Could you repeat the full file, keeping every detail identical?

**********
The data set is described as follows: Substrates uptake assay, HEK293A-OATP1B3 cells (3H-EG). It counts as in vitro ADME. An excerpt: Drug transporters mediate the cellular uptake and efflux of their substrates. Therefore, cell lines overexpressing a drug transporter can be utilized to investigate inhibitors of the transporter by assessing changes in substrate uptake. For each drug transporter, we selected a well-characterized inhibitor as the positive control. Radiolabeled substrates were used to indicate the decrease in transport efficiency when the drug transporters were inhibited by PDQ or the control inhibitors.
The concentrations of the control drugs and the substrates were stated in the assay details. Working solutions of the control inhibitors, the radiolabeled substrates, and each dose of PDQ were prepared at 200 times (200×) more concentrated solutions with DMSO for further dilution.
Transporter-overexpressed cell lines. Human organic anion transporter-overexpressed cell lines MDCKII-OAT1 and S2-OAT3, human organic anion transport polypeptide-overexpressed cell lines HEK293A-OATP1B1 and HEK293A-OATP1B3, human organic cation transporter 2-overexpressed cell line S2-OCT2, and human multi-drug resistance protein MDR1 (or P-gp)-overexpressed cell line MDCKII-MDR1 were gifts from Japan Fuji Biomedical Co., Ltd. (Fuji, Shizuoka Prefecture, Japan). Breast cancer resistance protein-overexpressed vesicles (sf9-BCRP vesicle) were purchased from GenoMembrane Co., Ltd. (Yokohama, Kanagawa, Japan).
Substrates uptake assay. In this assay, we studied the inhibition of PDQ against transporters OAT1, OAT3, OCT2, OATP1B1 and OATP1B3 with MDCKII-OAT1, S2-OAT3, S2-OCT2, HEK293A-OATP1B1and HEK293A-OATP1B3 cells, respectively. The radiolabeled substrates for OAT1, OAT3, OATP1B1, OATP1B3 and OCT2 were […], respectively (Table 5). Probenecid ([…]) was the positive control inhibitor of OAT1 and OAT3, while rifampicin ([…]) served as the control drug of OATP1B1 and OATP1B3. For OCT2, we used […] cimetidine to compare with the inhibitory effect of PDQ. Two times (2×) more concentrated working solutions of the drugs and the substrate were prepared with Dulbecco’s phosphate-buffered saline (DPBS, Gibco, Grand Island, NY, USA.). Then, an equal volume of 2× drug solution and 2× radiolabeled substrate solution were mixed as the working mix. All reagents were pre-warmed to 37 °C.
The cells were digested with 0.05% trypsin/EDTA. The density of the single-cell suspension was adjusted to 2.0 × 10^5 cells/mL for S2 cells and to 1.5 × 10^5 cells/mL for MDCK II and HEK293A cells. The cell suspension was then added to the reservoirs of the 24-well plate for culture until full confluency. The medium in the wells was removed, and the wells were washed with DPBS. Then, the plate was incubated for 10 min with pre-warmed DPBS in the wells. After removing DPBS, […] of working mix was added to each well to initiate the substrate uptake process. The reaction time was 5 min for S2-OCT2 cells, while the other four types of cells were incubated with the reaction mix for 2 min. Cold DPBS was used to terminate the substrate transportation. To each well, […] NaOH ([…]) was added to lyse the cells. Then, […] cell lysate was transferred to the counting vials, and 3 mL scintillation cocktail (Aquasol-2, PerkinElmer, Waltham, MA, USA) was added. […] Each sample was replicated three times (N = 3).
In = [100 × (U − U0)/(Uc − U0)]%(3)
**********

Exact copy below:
The data set is described as follows: Substrates uptake assay, HEK293A-OATP1B3 cells (3H-EG). It counts as in vitro ADME. An excerpt: Drug transporters mediate the cellular uptake and efflux of their substrates. Therefore, cell lines overexpressing a drug transporter can be utilized to investigate inhibitors of the transporter by assessing changes in substrate uptake. For each drug transporter, we selected a well-characterized inhibitor as the positive control. Radiolabeled substrates were used to indicate the decrease in transport efficiency when the drug transporters were inhibited by PDQ or the control inhibitors.
The concentrations of the control drugs and the substrates were stated in the assay details. Working solutions of the control inhibitors, the radiolabeled substrates, and each dose of PDQ were prepared at 200 times (200×) more concentrated solutions with DMSO for further dilution.
Transporter-overexpressed cell lines. Human organic anion transporter-overexpressed cell lines MDCKII-OAT1 and S2-OAT3, human organic anion transport polypeptide-overexpressed cell lines HEK293A-OATP1B1 and HEK293A-OATP1B3, human organic cation transporter 2-overexpressed cell line S2-OCT2, and human multi-drug resistance protein MDR1 (or P-gp)-overexpressed cell line MDCKII-MDR1 were gifts from Japan Fuji Biomedical Co., Ltd. (Fuji, Shizuoka Prefecture, Japan). Breast cancer resistance protein-overexpressed vesicles (sf9-BCRP vesicle) were purchased from GenoMembrane Co., Ltd. (Yokohama, Kanagawa, Japan).
Substrates uptake assay. In this assay, we studied the inhibition of PDQ against transporters OAT1, OAT3, OCT2, OATP1B1 and OATP1B3 with MDCKII-OAT1, S2-OAT3, S2-OCT2, HEK293A-OATP1B1and HEK293A-OATP1B3 cells, respectively. The radiolabeled substrates for OAT1, OAT3, OATP1B1, OATP1B3 and OCT2 were […], respectively (Table 5). Probenecid ([…]) was the positive control inhibitor of OAT1 and OAT3, while rifampicin ([…]) served as the control drug of OATP1B1 and OATP1B3. For OCT2, we used […] cimetidine to compare with the inhibitory effect of PDQ. Two times (2×) more concentrated working solutions of the drugs and the substrate were prepared with Dulbecco’s phosphate-buffered saline (DPBS, Gibco, Grand Island, NY, USA.). Then, an equal volume of 2× drug solution and 2× radiolabeled substrate solution were mixed as the working mix. All reagents were pre-warmed to 37 °C.
The cells were digested with 0.05% trypsin/EDTA. The density of the single-cell suspension was adjusted to 2.0 × 10^5 cells/mL for S2 cells and to 1.5 × 10^5 cells/mL for MDCK II and HEK293A cells. The cell suspension was then added to the reservoirs of the 24-well plate for culture until full confluency. The medium in the wells was removed, and the wells were washed with DPBS. Then, the plate was incubated for 10 min with pre-warmed DPBS in the wells. After removing DPBS, […] of working mix was added to each well to initiate the substrate uptake process. The reaction time was 5 min for S2-OCT2 cells, while the other four types of cells were incubated with the reaction mix for 2 min. Cold DPBS was used to terminate the substrate transportation. To each well, […] NaOH ([…]) was added to lyse the cells. Then, […] cell lysate was transferred to the counting vials, and 3 mL scintillation cocktail (Aquasol-2, PerkinElmer, Waltham, MA, USA) was added. […] Each sample was replicated three times (N = 3).
In = [100 × (U − U0)/(Uc − U0)]%(3)